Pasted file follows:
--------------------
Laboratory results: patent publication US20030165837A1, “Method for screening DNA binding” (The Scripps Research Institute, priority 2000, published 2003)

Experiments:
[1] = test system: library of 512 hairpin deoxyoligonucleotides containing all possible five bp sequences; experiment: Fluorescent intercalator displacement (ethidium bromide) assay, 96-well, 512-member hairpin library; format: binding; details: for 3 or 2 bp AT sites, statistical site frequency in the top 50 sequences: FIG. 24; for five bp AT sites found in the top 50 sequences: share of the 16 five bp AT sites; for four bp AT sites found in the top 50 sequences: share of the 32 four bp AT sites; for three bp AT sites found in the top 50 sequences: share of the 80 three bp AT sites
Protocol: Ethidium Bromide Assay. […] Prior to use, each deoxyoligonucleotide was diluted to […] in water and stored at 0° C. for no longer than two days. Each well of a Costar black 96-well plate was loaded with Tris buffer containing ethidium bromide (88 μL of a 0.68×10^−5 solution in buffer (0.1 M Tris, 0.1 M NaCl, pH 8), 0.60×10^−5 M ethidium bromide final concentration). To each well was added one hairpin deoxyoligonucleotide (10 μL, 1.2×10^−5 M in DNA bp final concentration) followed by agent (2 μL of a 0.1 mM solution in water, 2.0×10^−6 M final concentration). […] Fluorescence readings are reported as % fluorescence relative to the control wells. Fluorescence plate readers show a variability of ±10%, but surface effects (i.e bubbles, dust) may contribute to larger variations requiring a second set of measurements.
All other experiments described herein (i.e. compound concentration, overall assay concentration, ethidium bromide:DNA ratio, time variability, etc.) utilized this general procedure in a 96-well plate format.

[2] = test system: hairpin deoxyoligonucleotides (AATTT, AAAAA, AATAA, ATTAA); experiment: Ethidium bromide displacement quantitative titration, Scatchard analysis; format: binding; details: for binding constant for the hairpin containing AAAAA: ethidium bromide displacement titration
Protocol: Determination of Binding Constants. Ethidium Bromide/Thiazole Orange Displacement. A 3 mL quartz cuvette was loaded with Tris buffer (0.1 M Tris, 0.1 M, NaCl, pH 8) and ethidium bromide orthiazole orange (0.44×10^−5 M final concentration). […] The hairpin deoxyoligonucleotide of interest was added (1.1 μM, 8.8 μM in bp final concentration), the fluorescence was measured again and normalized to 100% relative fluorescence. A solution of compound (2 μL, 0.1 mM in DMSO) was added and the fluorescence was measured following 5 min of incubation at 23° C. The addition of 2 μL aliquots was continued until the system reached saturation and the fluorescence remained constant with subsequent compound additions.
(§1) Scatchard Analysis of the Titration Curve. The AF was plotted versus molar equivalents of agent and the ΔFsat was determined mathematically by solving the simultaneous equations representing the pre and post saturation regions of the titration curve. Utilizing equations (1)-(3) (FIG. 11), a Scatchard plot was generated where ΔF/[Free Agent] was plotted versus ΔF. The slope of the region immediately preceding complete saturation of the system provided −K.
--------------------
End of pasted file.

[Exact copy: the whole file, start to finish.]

Laboratory results: patent publication US20030165837A1, “Method for screening DNA binding” (The Scripps Research Institute, priority 2000, published 2003)

Experiments:
[1] = test system: library of 512 hairpin deoxyoligonucleotides containing all possible five bp sequences; experiment: Fluorescent intercalator displacement (ethidium bromide) assay, 96-well, 512-member hairpin library; format: binding; details: for 3 or 2 bp AT sites, statistical site frequency in the top 50 sequences: FIG. 24; for five bp AT sites found in the top 50 sequences: share of the 16 five bp AT sites; for four bp AT sites found in the top 50 sequences: share of the 32 four bp AT sites; for three bp AT sites found in the top 50 sequences: share of the 80 three bp AT sites
Protocol: Ethidium Bromide Assay. […] Prior to use, each deoxyoligonucleotide was diluted to […] in water and stored at 0° C. for no longer than two days. Each well of a Costar black 96-well plate was loaded with Tris buffer containing ethidium bromide (88 μL of a 0.68×10^−5 solution in buffer (0.1 M Tris, 0.1 M NaCl, pH 8), 0.60×10^−5 M ethidium bromide final concentration). To each well was added one hairpin deoxyoligonucleotide (10 μL, 1.2×10^−5 M in DNA bp final concentration) followed by agent (2 μL of a 0.1 mM solution in water, 2.0×10^−6 M final concentration). […] Fluorescence readings are reported as % fluorescence relative to the control wells. Fluorescence plate readers show a variability of ±10%, but surface effects (i.e bubbles, dust) may contribute to larger variations requiring a second set of measurements.
All other experiments described herein (i.e. compound concentration, overall assay concentration, ethidium bromide:DNA ratio, time variability, etc.) utilized this general procedure in a 96-well plate format.

[2] = test system: hairpin deoxyoligonucleotides (AATTT, AAAAA, AATAA, ATTAA); experiment: Ethidium bromide displacement quantitative titration, Scatchard analysis; format: binding; details: for binding constant for the hairpin containing AAAAA: ethidium bromide displacement titration
Protocol: Determination of Binding Constants. Ethidium Bromide/Thiazole Orange Displacement. A 3 mL quartz cuvette was loaded with Tris buffer (0.1 M Tris, 0.1 M, NaCl, pH 8) and ethidium bromide orthiazole orange (0.44×10^−5 M final concentration). […] The hairpin deoxyoligonucleotide of interest was added (1.1 μM, 8.8 μM in bp final concentration), the fluorescence was measured again and normalized to 100% relative fluorescence. A solution of compound (2 μL, 0.1 mM in DMSO) was added and the fluorescence was measured following 5 min of incubation at 23° C. The addition of 2 μL aliquots was continued until the system reached saturation and the fluorescence remained constant with subsequent compound additions.
(§1) Scatchard Analysis of the Titration Curve. The AF was plotted versus molar equivalents of agent and the ΔFsat was determined mathematically by solving the simultaneous equations representing the pre and post saturation regions of the titration curve. Utilizing equations (1)-(3) (FIG. 11), a Scatchard plot was generated where ΔF/[Free Agent] was plotted versus ΔF. The slope of the region immediately preceding complete saturation of the system provided −K.